‘Everything matters, except for science’

| Enith Vlooswijk

Winning the coveted Vici grant has little to do with science, as professor Jai Prakash discovered when he, like many others, fell short of the award. ‘It’s like plummeting down from the tenth floor.’

‘It may seem like a smooth upward curve’, says Jai Prakash about his scientific career, ‘but each of my successes is accompanied by a thousand failures. Only no one sees that.’

Between Lab and Life

What if you get rejected for that prestigious grant yet again? If your set-up breaks down or if there is a dispute in the workplace? A scientist’s career is no bed of roses; it is a journey of ups and downs, trial and error. Science journalist Enith Vlooswijk talks to five UT scientists about the difficult path to success. This is episode 1 of Between Lab and Life: Jai Prakash. 

Indeed, the CV on the personal web page of Prakash (46), professor of engineered therapeutics, looks like a resounding success story. He completed his PhD in the field of targeted drug delivery cum laude in Groningen, after which several international research institutions tried to rope him in. He decided to join the Karolinska Institutet in Stockholm, but in 2012, the University of Twente lured him back to the Netherlands to set up his own research laboratory within a tenure track. He and his team have since been developing new therapies to treat cancer, which he tests using three-dimensional tumour models. He founded the spin-off company ScarTec Therapeutics, initiated international collaborations and the list goes on. But these successes are just a very tiny fraction of his reality.

What the page does not show is that Prakash, like most of his colleagues, spends over seventy per cent of his time trying to scrape together funds for research and that nine out of ten grant applications end in disappointment. By now he is used to it, but that was not yet so when he missed out twice on the coveted Vici grant: the NWO grant for excellent senior researchers.

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A Vici application consists of four rounds. First, the applicant writes a ‘pre-proposal’ with a rough outline of the idea. If this gets approved, it is time for the ‘full proposal’ with fleshed-out ideas. The applicant then receives feedback from reviewers, to which they can respond. If these three rounds proceed smoothly, the applicant attends an interview with a panel of experienced scientists. ‘That interview is no longer about science’, says Prakash. ‘Most panels are too broad and don’t have a clear understanding of what you’re talking about. I myself have been on panels for two applications for mathematical research and couldn't get past the abstract.’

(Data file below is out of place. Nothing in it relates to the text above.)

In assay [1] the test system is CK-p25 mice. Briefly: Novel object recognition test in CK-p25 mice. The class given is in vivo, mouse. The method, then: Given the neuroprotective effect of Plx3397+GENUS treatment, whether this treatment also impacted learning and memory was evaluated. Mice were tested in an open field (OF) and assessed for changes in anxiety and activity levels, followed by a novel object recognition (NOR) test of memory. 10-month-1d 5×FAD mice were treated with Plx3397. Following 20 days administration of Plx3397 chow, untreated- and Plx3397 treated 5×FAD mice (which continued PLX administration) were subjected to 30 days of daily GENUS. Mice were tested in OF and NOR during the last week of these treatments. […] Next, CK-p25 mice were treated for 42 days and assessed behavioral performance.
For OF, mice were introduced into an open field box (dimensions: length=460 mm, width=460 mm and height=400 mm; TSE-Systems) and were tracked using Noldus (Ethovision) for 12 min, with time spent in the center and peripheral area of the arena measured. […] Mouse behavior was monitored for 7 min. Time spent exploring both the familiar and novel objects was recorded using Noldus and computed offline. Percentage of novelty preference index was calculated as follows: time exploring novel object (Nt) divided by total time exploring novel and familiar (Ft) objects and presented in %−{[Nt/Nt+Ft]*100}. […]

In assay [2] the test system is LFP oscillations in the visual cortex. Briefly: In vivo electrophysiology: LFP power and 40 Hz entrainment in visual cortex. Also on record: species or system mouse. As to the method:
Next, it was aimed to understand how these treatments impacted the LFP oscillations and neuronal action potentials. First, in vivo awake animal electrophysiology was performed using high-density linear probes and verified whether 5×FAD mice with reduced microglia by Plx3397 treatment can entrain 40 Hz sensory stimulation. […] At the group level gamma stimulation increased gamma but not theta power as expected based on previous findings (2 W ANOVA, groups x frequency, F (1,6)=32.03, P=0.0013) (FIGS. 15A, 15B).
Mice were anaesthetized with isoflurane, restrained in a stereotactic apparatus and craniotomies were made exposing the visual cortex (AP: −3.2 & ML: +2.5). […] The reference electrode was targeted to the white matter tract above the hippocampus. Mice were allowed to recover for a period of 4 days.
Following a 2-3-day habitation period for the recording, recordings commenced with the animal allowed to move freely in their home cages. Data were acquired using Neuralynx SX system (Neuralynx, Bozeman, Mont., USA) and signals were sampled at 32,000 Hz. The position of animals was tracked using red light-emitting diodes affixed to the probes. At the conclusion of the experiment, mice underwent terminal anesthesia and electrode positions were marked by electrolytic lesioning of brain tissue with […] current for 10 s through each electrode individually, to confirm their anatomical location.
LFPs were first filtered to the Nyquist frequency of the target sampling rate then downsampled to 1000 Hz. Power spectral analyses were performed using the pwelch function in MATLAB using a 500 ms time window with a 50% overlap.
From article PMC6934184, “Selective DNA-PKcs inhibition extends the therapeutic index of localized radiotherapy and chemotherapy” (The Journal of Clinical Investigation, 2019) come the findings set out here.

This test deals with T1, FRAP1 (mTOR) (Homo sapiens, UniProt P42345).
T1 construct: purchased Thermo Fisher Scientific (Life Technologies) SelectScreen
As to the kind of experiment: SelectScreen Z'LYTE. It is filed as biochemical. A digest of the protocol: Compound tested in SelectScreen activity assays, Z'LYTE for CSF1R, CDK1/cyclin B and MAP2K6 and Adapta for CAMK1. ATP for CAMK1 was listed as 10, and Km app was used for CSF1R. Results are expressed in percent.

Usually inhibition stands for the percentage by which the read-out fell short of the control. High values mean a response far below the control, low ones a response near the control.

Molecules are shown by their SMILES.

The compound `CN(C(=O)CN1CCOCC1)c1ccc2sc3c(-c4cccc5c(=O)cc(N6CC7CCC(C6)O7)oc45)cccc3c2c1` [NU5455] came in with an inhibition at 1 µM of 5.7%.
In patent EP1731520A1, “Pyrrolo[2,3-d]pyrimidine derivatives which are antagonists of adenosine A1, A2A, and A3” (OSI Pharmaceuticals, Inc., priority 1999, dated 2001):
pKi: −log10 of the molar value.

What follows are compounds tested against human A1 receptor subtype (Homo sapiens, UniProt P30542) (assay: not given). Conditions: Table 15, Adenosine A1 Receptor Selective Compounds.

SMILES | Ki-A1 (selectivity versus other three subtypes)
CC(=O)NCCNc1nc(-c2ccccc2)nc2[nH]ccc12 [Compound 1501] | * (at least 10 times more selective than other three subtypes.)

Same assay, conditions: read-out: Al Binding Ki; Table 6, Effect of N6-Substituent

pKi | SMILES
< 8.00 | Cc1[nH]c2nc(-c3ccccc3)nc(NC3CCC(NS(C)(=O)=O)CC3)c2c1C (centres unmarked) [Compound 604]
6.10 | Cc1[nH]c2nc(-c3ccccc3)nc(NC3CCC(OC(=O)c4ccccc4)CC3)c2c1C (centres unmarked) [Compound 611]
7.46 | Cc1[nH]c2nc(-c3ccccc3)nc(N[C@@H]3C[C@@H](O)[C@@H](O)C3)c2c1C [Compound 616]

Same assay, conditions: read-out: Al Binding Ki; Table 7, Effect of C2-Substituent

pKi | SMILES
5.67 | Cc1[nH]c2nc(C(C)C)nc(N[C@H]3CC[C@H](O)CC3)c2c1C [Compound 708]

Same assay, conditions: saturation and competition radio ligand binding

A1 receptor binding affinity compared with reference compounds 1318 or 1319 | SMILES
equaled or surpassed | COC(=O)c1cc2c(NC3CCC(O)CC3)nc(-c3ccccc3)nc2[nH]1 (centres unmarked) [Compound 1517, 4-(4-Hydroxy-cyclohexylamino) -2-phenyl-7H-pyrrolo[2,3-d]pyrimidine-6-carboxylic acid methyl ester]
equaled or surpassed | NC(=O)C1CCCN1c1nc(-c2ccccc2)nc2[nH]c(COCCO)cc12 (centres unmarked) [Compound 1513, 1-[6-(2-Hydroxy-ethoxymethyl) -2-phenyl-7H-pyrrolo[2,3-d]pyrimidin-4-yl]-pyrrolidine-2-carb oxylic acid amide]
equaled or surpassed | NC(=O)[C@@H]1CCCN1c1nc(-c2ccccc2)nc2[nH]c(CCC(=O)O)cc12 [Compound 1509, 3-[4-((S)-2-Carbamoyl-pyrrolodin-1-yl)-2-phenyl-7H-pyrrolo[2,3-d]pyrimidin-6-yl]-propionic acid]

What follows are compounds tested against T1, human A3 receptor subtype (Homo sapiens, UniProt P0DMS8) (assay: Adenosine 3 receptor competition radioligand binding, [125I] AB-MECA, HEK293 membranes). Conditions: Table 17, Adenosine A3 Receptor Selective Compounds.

If the decisive interview is not about the content, then what is it about? ‘It’s about you. About the feeling. How do you talk? Are you an active speaker, do you speak slowly? What is your demeanour like, how do you come across, are you charismatic? Everything matters, except for science.’

Prakash was eliminated in that fourth round. What did not help, according to him, was that he was thrown into the Twente research pool as a newcomer. He could not draw on the existing reputation of a research group because he had to start building it from scratch. ‘It takes a lot of time to establish contacts and become embedded in the research world. I missed that sense of embeddedness in the beginning.’

In the three years after his arrival in the Netherlands, Prakash worked on building his research group. It was a daunting task: every single pipette, every single paper towel for the lab still had to be procured. ‘We had to build everything from the ground up, even getting simple techniques to work was difficult. It was a great learning experience, but bad for my career, because it left a gap in my publication record. As a scientist, you’re not judged on setting up a lab but on your output, aka your publications.’

Perhaps that also played a role in the outcome of the first Vici application, which, like the second attempt, ended with a let-down in the final round. A major setback, as any Dutch researcher who wants to reach the top is well aware. ‘If you’re awarded the right grants early on in your career, it’s easier for you to get grants in the future’, says Prakash. ‘That’s called the Matthews effect: early successes increase the chances of future success. The panels see that and think: that guy has won a lot of grants, he must be good!’

Still, he does not blame the panels, Prakash stresses. ‘No one is happy with the system. We’re all trapped in it and no one knows a way out.’

A bitter pill, but no reason to throw in the towel. Now, almost ten years later, the professor even sees advantages to missing out on the Vici grant. ‘The first time you receive such a rejection, it’s like plummeting down from the tenth floor. The second time you already know where to land and try to land on an air cushion, making you jump even higher than before. I knew I couldn’t apply for a Vici again, so I tried even harder to push my research forward so that I could achieve more and perform better. Science is like top-level sports. Top athletes train, fail, train more and reach higher levels all the time. It’s a fight. The day I give up fighting is the day I quit science.’


Enith is still on the lookout for UT researchers to interview about ‘their difficult times’ in science. Are you interested? Then please send an email to [email protected]

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